Dante by V. Sardou & E. Moreau: To be Presented at Drury Lane Theatre by Henry Irving

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G. Bell and sons, 1903 - 26 pages
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Page 5 - Dante speaks to the noble, the pure and great, in all times and places. Neither does he grow obsolete, as the other does. Dante burns as a pure star, fixed there in the firmament, at which the great and the high of all ages kindle themselves : he is the possession of all the chosen of the world for uncounted time.
Page 19 - I made of me when pain o'ercame me: it rolled me along its banks and over its bed, then covered and wrapped me with its spoils." "Pray, when thou shalt return to the world, and art rested from thy long journey...
Page 17 - Thou shalt abandon everything beloved most dearly ; this is the arrow which the bow of exile shall first shoot. Thou shalt make trial of how salt doth taste another's bread, and how hard the path to descend and mount upon another's stair.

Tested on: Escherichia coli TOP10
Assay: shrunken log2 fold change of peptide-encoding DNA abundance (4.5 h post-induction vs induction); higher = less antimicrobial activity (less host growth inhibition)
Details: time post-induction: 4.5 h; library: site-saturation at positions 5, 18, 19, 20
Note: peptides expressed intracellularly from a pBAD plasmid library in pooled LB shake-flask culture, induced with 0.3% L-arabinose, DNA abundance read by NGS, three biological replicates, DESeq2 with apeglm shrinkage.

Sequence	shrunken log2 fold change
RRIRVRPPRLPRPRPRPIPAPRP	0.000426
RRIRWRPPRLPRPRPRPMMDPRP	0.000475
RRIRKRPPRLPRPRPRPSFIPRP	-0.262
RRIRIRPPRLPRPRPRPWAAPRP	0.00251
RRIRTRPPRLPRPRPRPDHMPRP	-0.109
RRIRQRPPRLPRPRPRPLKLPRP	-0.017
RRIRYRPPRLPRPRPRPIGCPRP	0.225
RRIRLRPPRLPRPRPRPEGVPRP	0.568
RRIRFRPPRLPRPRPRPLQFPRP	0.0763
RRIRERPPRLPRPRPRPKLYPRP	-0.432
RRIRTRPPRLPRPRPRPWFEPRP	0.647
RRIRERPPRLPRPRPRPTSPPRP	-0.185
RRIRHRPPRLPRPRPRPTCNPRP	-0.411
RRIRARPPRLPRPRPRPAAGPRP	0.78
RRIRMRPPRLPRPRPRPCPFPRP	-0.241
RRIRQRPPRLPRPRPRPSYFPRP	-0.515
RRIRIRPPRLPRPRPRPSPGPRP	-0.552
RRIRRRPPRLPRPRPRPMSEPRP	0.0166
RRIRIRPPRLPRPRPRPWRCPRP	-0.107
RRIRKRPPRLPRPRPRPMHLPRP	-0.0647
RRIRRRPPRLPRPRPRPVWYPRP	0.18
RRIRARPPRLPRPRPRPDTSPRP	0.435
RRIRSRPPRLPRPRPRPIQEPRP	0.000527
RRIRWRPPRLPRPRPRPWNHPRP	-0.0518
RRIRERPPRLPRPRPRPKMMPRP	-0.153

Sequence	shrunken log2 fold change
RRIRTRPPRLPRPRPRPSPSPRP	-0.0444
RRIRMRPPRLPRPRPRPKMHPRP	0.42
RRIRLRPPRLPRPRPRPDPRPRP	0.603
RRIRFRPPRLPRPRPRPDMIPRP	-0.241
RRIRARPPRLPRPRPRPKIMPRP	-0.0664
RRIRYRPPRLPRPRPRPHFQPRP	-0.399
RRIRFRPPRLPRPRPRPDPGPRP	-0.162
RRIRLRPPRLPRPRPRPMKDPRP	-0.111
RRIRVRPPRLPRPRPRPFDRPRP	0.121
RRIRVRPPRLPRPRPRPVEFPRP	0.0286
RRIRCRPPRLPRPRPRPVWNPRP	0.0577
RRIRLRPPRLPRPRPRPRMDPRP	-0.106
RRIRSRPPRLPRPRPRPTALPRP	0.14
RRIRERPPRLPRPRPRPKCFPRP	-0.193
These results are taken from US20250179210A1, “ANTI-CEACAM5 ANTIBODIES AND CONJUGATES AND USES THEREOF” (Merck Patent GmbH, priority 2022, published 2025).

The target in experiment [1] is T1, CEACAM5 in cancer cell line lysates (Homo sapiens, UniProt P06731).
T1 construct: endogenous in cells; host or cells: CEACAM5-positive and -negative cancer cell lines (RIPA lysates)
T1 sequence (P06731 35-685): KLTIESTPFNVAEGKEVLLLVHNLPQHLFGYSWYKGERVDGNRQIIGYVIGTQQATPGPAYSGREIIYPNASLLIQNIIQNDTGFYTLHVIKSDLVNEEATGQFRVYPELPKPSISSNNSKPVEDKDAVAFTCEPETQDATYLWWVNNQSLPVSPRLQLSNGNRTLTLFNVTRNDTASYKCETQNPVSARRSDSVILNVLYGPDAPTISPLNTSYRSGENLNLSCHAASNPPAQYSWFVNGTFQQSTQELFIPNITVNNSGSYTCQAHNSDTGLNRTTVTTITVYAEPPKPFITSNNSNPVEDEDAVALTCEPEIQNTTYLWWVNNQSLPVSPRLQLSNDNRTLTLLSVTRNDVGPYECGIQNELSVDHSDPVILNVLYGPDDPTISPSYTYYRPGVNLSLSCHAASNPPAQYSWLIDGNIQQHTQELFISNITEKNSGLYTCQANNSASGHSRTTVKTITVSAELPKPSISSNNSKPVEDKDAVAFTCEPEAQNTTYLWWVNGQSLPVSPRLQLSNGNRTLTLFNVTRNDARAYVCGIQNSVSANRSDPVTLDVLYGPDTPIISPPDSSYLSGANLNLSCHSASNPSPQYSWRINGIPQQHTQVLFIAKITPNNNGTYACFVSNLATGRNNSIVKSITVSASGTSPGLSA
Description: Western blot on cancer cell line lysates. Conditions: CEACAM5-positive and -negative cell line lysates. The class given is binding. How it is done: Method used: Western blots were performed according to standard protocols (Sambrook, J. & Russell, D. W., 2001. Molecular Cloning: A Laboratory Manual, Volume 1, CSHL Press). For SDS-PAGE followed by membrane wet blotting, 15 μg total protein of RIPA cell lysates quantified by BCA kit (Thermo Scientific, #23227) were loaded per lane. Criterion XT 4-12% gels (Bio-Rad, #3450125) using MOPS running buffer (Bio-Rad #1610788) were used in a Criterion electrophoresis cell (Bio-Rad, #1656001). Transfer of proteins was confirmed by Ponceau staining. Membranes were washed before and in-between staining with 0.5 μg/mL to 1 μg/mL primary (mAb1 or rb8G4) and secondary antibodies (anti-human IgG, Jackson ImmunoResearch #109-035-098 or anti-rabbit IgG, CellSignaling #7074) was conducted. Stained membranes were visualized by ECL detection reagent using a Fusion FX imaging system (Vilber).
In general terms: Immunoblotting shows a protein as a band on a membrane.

Page 22 - But thou, why returnest thou to such disquiet? why ascendest not the delectable mountain, which is the beginning and the cause of all gladness?" "Art thou then that Virgil, and that fountain which pours abroad so rich a stream of speech?" I answered him, with bashful front. "O glory, and light of other poets! May the long zeal avail me, and the great love, that made me search thy volume. Thou art my master and my author; thou alone...
Page 9 - Beatrice, beof either, but the rather a deepening of their guilt, to admit that "the events are partly invented by the dramatists, partly historical"; that "our Dante is not the historical Dante"; and that "Gemma is a character entirely created by the imagination of the dramatists, who, nevertheless, are not alone in giving an illegitimate child to Dante,, for certain critics, rightly or wrongly, have cast doubts on the legitimacy of Dante's daughter Beatrice.
Page 22 - ... uscendo fuor della profonda notte (Purg., i, 43); but which has "been led to love the Good beyond which is nought that may be aspired " — ad amar lo bene di la dal qual non ea che s'aspiri (Purg., xxxi, 23). It is this humanity — the Church Triumphant — that will, in Eternity, be able to say of the Magisterium and Regimen of the Church what Dante says in his farewell words, of Beatrice : Thou hast drawn me from a slave to...
Page 6 - Dante is not the historical Dante; it is the moral Dante. . . . We have taken him in his full grandeur as a symbol of liberty. It was this conception of the hero that we...

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